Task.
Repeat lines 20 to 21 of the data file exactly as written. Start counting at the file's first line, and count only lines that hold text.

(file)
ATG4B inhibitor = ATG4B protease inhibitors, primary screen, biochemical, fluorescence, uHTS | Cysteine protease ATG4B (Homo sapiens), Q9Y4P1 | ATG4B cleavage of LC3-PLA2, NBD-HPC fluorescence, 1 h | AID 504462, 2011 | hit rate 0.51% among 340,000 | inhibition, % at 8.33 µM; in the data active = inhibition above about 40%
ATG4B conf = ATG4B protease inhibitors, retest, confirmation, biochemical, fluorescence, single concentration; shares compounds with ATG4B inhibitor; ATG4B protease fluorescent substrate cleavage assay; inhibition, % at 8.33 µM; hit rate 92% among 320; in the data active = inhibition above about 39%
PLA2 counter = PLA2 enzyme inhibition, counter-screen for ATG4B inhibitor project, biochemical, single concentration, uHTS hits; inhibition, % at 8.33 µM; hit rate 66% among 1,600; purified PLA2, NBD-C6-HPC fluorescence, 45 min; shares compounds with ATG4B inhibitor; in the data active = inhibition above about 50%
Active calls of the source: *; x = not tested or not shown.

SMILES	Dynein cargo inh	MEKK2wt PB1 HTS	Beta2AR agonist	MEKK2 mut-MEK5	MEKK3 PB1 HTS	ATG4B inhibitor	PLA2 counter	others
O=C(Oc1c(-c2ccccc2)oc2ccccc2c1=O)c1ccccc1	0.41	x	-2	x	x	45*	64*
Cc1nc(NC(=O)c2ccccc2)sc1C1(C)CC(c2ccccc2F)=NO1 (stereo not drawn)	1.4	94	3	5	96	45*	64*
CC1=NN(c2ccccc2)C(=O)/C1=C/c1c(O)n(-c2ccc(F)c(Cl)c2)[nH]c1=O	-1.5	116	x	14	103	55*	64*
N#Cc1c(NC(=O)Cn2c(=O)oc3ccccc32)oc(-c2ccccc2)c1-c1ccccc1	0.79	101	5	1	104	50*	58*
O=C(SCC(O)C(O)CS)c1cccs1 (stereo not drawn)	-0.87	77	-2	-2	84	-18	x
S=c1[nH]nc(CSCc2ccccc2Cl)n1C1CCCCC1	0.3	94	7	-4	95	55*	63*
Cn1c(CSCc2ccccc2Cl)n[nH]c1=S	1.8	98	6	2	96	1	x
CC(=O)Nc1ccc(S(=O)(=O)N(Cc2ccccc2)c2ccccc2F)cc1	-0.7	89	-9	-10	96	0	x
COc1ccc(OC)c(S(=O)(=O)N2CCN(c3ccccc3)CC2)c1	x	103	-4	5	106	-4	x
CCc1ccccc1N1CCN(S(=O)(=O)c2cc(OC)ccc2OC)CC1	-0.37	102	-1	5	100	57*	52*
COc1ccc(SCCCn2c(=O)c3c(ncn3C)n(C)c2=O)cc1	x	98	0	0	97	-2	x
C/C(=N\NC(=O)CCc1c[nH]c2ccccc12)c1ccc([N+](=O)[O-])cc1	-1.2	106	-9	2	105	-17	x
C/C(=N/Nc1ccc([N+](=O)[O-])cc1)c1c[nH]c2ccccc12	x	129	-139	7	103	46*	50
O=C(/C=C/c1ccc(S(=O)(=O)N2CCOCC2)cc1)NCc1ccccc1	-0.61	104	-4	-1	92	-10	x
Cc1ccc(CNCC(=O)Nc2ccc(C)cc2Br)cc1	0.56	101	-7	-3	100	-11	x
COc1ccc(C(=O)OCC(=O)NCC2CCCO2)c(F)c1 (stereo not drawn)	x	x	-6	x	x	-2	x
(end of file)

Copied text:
Cc1ccc(CNCC(=O)Nc2ccc(C)cc2Br)cc1	0.56	101	-7	-3	100	-11	x
COc1ccc(C(=O)OCC(=O)NCC2CCCO2)c(F)c1 (stereo not drawn)	x	x	-6	x	x	-2	x